July 26 2017
After her ALS diagnosis in 2014, marathoner and triathlete Andrea Peet made the decision to continue training–and is still racing today.
It’s not every day someone has the opportunity to run alongside an Olympic champion—especially not Joan Benoit Samuelson, the first woman to win an Olympic marathon.
Tuesday evening we had the opportunity, along with 100 other runners, in celebration of the 30th anniversary of Joanie’s historic Olympic win. Nike opened a 3-mile run to the public at Los Angeles Memorial Coliseum, where Joanie crossed the finish line on Aug. 5, 1984.
Before the 3-miler, runners—women and men, old and young, fast and slow—gathered around the entrance to the coliseum, waiting for Joanie’s arrival. Almost everyone in the crowd wore white caps given to them by Nike in honor of the hat Joanie wore during her marathon win. Across the stadium, a giant screen displaying the iconic image of Joanie’s triumphant finish illuminated the coliseum as the setting sun contributed its distinctive glow. It was an awe-inspiring view—transporting us back 30 years to Joanie’s victory (minus the track that has now been sodded).
It wasn’t long before Joanie appeared, did her Q&A with Alyssa Roegnik of ESPN and suddenly the crowd was behind this tiny yet powerful woman underneath the arches of the coliseum’s entrance. Ready. Set. Go! And off we went! A pack of lead runners surrounded Joanie, making it impossible to spot her among a sea of bobbing white caps.
Emily knew it was not only impossible to keep pace with Joanie, but also a hazard to penetrate the moving wall of runners around her. Instead, she remembered Joanie’s advice given before the run: “Run your own race.” She took the 3 miles in stride, enjoying the USC campus scenery, including the puzzled looks of a few students that stepped aside for the horde of runners charging their way.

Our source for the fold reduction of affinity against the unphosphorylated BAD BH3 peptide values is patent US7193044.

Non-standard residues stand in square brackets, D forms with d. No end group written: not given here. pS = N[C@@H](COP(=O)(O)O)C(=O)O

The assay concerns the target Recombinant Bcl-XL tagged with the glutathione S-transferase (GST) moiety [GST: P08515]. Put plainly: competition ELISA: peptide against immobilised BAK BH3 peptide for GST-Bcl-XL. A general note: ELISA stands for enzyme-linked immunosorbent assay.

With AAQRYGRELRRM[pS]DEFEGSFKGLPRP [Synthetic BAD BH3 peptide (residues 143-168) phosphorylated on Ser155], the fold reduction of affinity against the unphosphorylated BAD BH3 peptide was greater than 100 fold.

Nicki, too, kept her distance from the front of the pack, but was pleasantly surprised when the group was stopped at a crosswalk. It was heartwarming to see the appreciation that runners had for Joanie as she posed for photos, one of the best ambassadors for our sport. Though Nicki expected the run to be well attended by women like her, who can remember the marathon win and point to Joanie as a personal inspiration, this run had just as many young men and people from all backgrounds.
Eventually, Joanie slowed to remove her jacket and fell in step with a woman in her mid-50s. Trailing behind the two, Emily caught snippets of their conversation. Joanie had asked the woman how long she had been running. The woman explained that she had been a collegiate track athlete at UCLA and had grown up watching Joanie. Her voice thickened with emotion as she told Joanie what an inspiration she had been. The two women ran in silence together for some time before Joanie picked up the pace to lead the group again. A brief exchange, but one that speaks volumes to the thousands of women who run now because of Joanie.
After the run, back at the coliseum, under the glow of the Olympic flame, Joanie posed for photos with everyone who wanted to forever capture this moment, this evening with a U.S. Olympian, a gold medalist, an inspiring woman, a true hero.